We took a day trip to Eureka Springs, AR (see map)when we were in the NW Arkansas Ozarks area in August. Eureka Springs is the only town in the United States where the entire downtown area is listed on the National Register of Historic Places.
And it's a bit of a tourist trap at the same time. There's a number of shops and restaurants, and there are a number of hotels in the town that play upon the historical significance of Eureka Springs' past, primarily known for the supposed healing springs that permeated the area.
Our first stop in Eureka Springs was the lavish hilltop retreat, the Crescent Hotel. Built in the 1880's, the hotel was visited by thousands during the first few years of its existence who came from as far as Europe to bathe in the area's many springs.
After the turn of the century, scientific proof began to show that there was no medicinal value in Eureka Springs' spring water and the Crescent Hotel became just a vacation destination for many people across American. The Great Depression jolted the Eureka Springs area more than others as they relied upon tourism to keep the town afloat. After the second World War, the Crescent rebounded, but began to founder in the 70's.
In 1996, Marty and Elise Roenigk, who owned the Basin Park Hotel in downtown Eureka Springs, bought the Crescent Hotel and started a widespread restoration of the hotel. Today, it is one of the finer hotels in the Ozarks.
The statue to be the cornerstone of a religious amusement park that Rev. Gerald L.K. Smith proposed in the mid-60's. The park was never built, but there is a religious retreat on the property. Each night in the summertime, hundreds of people recreate the Passion Play depicting the crucifixion of Jesus Christ at an amphitheater.
And no, we didn't go over to check the place out.
After checking out a couple of the many antique stores in the area, we started looking for some of the historic springs that are throughout the area. Since it was early in August when we were there - and a steady rain for most of the morning notwithstanding - the springs were pretty well dried up. But that didn't stop us from looking at them closer.
This is probably the most famous of the many springs in the area - The Grotto Spring. There are stairs that allow a person to go down and enter the cave spring area. As I said, there wasn't much water flowing, so there really wasn't much to see other than a bunch of rocks and some graffiti.
Down the hill a bit from the Grotto Spring, we came across a number of other springs, including this one on the left - Healing Spring. In fact, a lot of the springs had statues and some very nice floral landscaping around them. They were all very pretty to look at.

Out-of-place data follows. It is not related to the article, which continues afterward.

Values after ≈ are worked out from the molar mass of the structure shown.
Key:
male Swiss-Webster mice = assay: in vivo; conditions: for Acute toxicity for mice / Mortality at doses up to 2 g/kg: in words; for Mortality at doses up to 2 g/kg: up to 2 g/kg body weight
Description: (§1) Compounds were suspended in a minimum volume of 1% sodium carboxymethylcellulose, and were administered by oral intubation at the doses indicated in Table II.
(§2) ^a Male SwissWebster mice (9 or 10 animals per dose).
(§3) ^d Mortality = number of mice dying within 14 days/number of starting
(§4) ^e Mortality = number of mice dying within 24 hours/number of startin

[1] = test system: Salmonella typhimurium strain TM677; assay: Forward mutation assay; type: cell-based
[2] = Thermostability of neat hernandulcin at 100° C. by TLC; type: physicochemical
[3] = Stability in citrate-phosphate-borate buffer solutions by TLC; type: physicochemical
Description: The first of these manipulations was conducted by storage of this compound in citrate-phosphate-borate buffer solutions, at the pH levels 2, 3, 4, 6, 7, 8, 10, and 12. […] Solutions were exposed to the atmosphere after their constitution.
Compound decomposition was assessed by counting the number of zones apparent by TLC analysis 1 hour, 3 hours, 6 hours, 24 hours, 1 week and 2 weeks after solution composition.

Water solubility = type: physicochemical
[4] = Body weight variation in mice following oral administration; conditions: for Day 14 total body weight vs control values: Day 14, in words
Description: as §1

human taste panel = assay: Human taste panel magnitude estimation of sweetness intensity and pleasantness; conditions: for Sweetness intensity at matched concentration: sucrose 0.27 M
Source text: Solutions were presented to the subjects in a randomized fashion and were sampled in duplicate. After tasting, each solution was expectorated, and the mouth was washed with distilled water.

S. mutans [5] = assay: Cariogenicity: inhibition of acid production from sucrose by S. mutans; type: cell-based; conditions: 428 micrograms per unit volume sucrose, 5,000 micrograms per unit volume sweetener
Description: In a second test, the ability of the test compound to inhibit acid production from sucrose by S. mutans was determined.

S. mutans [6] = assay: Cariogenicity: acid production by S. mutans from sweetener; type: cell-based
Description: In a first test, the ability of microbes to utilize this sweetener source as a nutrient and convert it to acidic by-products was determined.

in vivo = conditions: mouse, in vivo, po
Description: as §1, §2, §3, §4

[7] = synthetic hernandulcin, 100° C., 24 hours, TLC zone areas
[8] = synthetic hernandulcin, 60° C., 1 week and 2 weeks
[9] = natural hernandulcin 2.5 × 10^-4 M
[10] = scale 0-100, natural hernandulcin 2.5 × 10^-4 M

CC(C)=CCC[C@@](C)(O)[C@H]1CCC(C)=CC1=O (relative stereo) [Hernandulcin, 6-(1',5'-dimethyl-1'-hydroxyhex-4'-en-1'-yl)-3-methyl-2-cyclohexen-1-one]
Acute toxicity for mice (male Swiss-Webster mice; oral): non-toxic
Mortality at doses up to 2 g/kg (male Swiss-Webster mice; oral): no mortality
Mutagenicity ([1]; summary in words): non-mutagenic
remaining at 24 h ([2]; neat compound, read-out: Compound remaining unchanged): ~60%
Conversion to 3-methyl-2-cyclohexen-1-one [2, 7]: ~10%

Down the street from a number of the springs was the Palace Hotel and Bath House. Built in 1901, the hotel has been completely restored and is a high end boutique hotel that also offers a spa. The architecture of the place was pretty impressive.
The downtown area has a number of little shops and restaurants, but the largest structure is the previously mentioned Basin Park Hotel. Built in 1905 by a man in poor health who believed in the healing power of the springs in the area, the Basin Park Hotel building was one of the first structures in Arkansas to have both an elevator and full electricity.
One of the more peculiar historical places in Eureka Springs is "Hatchet Hall", the home of temperance movement leader Carry Nation. Nation led a large group of pre-Prohibition religious zealots who were against the sale and consumption of alcohol in the late 19th century into the early 1900's. She would attack beer halls and taverns with her signature hatchet, breaking glasses, bottles and chopping into kegs of beer. Hatchet Hall was her residence up to her death in 1911.
All in all, Eureka Springs was a nice place to visit. A little touristy for me, but I'm glad that we went during the middle part of the week. I understand that traffic gets tremendously bad during the weekend (parking lots are few and far between in the center of town, and there are a number of parking lots on the outskirts that are served by a shuttle bus service).
And there has been some problems with motorcyclists in the area. There are a number of businesses who put up signs in their windows that say, "Motorcycle Friendly" or "Welcome Motorcyclists". I'm guessing that a lot of people on motorcycles go to Eureka Springs on nice days, traversing the winding roads that are throughout the area. I'm sure that they clog the roads and make a lot of noise in the town when they drive through.
By the way, here's a shot of the White River from just west of Eureka Springs. This gives you an idea of some of the great vistas in NW Arkansas.
Eureka Springs is a nice place to visit, I'm glad we went. But if you're not into history, little specialty shops or antiques, its probably not going to be all that special.